Anyone want an aging former superstar? The rumors about the Knicks shopping Carmelo Anthony hard are coming fast and furious. but with each reported fantasy trade the anticipated return is dropping as Phil Jackson can’t polish up the the nearly straight-line decline of the once formidable forward. It’s hard to make any deal when you don’t have faith in what you are selling.
Don’t be fooled by his 22.7 points per game this season. Anthony signed his new four year deal coming off of seasons of 28.7 points in 2012-13, 27.4 points in 2013-14 and 24.2 points in a knee injury shortened 2014-15. Apparently the NBA head coaches aren’t fooled. Anthony is about to miss the NBA All-Star Game for the first time in a decade, and his recent sore knee is nothing to be concerned about (sarcasm) as reported by Stefan Bondy of the NY Daily News at the start of the month, just ask him.
“I was contemplating if I was going to give it a go, give it a shot,” Anthony said. “Then the more that I played, the sorer it got.”
Anthony wasn’t concerned about missing Monday’s home game against Magic.
“No, I don’t think it’s that serious,” he said. “I think it’s just the fact that it happened (Friday night), and I tried to go out there and play on (Saturday). I don’t think it’ll be an issue.”
Assuming away potential knee problems in a soon-to-be 33-year-old player (good luck with that Phil), the biggest problem the Knicks face in shipping Anthony out of town on a rail is he has a no trade clause and has repeatedly said he doesn’t want to go. Then there’s his massive $24.5 million salary escalating over the next two seasons to $27.9 million when Anthony could opt out (he won’t) and a 15 percent trade kicker just to make the numbers even worse.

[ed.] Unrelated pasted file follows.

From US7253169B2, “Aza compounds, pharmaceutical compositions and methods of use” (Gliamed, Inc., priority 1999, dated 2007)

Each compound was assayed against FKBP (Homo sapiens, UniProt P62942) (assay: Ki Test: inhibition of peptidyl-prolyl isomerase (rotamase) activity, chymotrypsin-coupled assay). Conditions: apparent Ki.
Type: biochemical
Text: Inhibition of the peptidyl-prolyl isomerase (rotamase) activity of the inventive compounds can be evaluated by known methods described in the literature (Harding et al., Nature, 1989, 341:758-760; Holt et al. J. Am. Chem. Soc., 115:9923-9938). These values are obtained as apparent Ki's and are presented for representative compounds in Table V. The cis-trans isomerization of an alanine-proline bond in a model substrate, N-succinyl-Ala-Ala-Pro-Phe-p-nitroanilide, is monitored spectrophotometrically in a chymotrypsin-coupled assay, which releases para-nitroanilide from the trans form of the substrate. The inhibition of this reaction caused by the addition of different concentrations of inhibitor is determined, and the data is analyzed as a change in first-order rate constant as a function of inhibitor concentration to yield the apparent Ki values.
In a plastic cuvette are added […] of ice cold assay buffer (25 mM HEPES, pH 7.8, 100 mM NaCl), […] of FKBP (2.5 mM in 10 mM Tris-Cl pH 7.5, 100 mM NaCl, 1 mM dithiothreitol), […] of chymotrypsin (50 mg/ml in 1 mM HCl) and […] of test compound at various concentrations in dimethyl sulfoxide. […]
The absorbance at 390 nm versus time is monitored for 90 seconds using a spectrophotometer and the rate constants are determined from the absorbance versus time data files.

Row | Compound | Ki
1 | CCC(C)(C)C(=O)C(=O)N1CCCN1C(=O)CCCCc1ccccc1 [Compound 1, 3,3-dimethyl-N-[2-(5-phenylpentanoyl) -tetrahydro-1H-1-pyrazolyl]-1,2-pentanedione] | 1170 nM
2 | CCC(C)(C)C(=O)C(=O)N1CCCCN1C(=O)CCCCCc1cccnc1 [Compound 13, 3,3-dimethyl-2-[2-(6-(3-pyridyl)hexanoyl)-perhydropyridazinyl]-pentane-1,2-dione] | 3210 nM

It’s hard not to compare the Anthony situation to what happened recently between the Celtics and the Nets when Brooklyn went all-in for a couple of aging former superstars, gave away a boatload of talent and futures, and sent their team into the abyss for a brief shinning moment in the second round of the postseason. No one would do that again so soon after that lesson?
The signs of a player in decline are everywhere. He’s playing the fewest minutes per game of his career (33.6) and this will be the third straight year of decline. His offensive rebounding has almost fallen completely off the map at under 1 per game, again for the first time in his career and less than half of what it was four years ago. His ability to grab any rebounds was never all that great and has fallen to 129th among NBA forwards. Of course, his scoring has also dropped since signing that new contract as well.
If Anthony can stay on the court and the team that takes him doesn’t give up too much, preferably including contracts they’d like to dump to make the trade math work, then sure, Anthony could help the right team in the right situation this year. But does an aging offensive-minded player owed +$54 million over the next two seasons after this one sound like a bargain just waiting to be picked up?
Is there an NBA GM desperate enough to try saving their job by sending actual difference-making talent back to New York in return for a couple of seasons of Anthony or will Jackson allow his New York legacy to be that of the guy who sent Anthony packing for some role players and a bag of magic beans (a.k.a. salary cap relief)?
Featured image courtesy of Larry Millson